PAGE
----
Firefighters, along with the other emergency services, are heroes. But there’s a lot more to the profession than, well, putting fires out. In this gripping and informative book, former firefighter Edric Kennedy-Macfoy describes what it’s like to be part of London Fire Brigade and the personal factors which made him join… and leave.
Edric really got me involved in his story. There is a compelling emotional focus; he lost so many people he was close to, including his inspirational mother. In his early twenties he was working three jobs to support his younger brother. Becoming a firefighter was a great turning point for Edric because he loved being able to save lives. It was also exciting, driving the fire engines, rushing to scenes, using specialist equipment and meeting the public. Incidents range from the humorous (the woman who kept ‘accidentally’ getting her toe stuck in the bath tap) to the horrific. To some extent he was able to view the more severe incidents with detachment and just focus on getting casualties out. However, two major incidents, the Croydon tram derailment in 2016 and the Grenfell Tower fire in 2017, affected his mental health so badly that he developed PTSD. That’s when he decided to write this book. I appreciate how this was a form of therapy for him. Although he returned to the Fire Brigade, he soon left.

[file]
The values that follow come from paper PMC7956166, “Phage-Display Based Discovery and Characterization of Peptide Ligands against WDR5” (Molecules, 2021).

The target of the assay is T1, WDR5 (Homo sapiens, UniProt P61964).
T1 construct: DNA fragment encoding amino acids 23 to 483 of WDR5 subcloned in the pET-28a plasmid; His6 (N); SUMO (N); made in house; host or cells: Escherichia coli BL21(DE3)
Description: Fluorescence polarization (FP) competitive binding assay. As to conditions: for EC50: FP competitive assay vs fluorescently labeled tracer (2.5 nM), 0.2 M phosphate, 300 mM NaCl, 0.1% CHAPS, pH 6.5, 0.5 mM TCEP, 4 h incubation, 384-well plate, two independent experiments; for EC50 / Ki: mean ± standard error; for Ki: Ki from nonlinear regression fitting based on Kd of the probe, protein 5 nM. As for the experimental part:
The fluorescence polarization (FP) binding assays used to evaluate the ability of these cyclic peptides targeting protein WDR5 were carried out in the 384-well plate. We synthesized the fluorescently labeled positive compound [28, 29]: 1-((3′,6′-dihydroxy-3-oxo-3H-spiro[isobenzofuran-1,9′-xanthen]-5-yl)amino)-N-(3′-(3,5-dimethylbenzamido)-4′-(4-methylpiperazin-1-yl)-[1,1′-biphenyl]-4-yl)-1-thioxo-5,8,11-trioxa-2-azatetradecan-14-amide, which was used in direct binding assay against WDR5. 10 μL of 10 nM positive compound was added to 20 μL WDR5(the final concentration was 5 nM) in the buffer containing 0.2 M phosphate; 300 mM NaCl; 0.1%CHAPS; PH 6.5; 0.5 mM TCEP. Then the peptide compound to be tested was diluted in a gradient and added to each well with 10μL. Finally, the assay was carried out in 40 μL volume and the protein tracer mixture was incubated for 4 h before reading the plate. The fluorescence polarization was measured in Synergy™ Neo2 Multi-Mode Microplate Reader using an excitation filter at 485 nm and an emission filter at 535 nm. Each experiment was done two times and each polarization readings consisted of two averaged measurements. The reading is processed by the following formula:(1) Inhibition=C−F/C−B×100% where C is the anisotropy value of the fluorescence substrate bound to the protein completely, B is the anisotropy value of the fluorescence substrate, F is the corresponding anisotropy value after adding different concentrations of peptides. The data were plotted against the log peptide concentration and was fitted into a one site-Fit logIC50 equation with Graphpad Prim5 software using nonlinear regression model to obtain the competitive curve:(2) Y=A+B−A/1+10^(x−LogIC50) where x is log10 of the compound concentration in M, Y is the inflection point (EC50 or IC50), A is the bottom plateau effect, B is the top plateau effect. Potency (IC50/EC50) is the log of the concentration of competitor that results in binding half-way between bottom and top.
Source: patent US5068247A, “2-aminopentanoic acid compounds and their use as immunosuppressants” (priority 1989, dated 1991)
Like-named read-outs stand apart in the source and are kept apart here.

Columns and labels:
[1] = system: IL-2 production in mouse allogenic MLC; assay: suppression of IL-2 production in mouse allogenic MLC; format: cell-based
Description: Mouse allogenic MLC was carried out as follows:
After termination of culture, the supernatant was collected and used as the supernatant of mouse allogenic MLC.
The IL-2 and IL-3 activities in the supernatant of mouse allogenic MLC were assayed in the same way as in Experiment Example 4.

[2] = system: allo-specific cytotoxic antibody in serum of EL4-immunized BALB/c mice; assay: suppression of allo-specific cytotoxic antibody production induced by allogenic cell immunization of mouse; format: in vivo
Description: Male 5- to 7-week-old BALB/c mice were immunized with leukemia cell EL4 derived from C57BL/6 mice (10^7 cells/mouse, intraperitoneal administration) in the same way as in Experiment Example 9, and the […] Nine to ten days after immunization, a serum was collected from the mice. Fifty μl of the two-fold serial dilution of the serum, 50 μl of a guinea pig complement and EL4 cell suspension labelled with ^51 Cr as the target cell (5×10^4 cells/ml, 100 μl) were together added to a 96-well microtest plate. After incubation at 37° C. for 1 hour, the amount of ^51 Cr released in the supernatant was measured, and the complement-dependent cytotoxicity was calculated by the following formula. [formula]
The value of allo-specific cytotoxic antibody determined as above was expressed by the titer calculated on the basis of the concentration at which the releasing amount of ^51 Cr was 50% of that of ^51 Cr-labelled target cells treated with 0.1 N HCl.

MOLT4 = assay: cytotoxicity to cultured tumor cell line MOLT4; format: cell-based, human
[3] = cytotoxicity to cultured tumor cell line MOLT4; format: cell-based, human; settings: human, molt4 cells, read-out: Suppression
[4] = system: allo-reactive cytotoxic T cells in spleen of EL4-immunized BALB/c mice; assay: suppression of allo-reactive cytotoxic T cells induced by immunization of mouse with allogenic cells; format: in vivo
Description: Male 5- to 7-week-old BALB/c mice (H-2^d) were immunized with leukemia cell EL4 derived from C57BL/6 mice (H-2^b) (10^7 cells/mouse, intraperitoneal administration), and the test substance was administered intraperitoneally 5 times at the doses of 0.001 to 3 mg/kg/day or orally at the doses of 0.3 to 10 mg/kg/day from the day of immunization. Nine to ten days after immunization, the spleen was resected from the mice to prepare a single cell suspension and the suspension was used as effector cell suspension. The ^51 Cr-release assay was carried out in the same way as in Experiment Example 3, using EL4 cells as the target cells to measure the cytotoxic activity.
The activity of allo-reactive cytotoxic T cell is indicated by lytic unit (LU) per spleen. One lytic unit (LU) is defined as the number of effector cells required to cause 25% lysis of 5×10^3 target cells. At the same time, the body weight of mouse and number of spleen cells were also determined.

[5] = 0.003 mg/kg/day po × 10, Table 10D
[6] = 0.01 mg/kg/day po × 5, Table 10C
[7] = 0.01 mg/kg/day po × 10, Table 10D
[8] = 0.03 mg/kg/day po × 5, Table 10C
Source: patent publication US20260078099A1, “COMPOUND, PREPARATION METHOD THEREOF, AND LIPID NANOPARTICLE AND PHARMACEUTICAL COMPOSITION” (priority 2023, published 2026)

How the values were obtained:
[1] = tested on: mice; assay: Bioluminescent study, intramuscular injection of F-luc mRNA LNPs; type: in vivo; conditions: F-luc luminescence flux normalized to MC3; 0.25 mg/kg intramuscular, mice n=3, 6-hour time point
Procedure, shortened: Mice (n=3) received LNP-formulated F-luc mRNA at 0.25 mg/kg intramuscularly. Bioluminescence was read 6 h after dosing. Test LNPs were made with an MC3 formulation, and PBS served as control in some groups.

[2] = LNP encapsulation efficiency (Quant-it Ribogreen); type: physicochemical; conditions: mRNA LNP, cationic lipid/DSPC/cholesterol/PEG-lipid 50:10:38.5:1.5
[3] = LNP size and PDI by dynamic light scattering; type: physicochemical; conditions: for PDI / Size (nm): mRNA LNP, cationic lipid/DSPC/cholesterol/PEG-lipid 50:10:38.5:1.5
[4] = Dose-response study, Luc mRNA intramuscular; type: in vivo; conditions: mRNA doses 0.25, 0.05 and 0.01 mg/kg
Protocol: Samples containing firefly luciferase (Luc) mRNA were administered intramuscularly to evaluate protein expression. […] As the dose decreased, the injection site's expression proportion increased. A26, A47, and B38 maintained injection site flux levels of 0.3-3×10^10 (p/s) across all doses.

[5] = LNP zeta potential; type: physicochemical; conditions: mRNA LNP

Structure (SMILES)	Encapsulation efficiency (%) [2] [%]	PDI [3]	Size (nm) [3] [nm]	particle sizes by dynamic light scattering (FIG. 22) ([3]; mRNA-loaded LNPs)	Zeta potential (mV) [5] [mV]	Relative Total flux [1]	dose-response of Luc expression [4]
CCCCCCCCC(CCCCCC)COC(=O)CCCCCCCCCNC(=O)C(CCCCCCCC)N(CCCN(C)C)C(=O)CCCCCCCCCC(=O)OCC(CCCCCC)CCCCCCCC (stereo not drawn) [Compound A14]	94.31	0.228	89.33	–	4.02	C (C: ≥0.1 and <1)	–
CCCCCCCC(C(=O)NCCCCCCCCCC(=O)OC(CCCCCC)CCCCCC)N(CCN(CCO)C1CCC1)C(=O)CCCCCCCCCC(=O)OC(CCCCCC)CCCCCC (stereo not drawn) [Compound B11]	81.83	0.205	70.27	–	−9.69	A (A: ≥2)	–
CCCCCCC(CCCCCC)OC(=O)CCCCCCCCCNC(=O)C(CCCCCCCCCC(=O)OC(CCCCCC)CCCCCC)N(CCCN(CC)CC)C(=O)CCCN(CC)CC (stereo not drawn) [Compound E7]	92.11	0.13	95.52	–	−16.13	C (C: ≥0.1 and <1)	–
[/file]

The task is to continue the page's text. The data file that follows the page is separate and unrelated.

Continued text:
I found it interesting to learn more about what it’s like to be a firefighter, in particular how the crew operate as a team and how different kinds of incidents are dealt with (by the way, in nearly thirteen years Edric was never called to rescue a cat from a tree). There are also insights into working for the prison service (one of his early jobs) and what it’s like to train for – and to be targeted by – the police. Generally I liked the writing style, although there was some repetition which I think could have been edited out.
After reading this book, I found that there has been some controversy over the content. Former colleagues have said the book is more fiction than fact and that he should not have written about the Grenfell victims. Despite this, I still think it’s a very good read. The book is raising awareness of what firefighters do. It seems to me that the detractors are focusing on details in the first chapter and not appraising the wider picture.
This book was published in 2018 by Bantam Press.
3 thoughts on “Review of ‘Into the Fire: My Life as a London Firefighter’ by Edric Kennedy-Macfoy”
Wonderful review N S Ford. I remember those two big incidents, horrific. Glad that writing this book was a form of therapy for this Firefighter.
Thanks! Yes, absolutely terrible incidents which have traumatic effects on the emergency staff as well as the victims and witnesses. It’s an important book that I’m glad has been published, no matter whether some of the details have been contested. Thanks for stopping by, RoseMarie 🙂
You’re welcome ?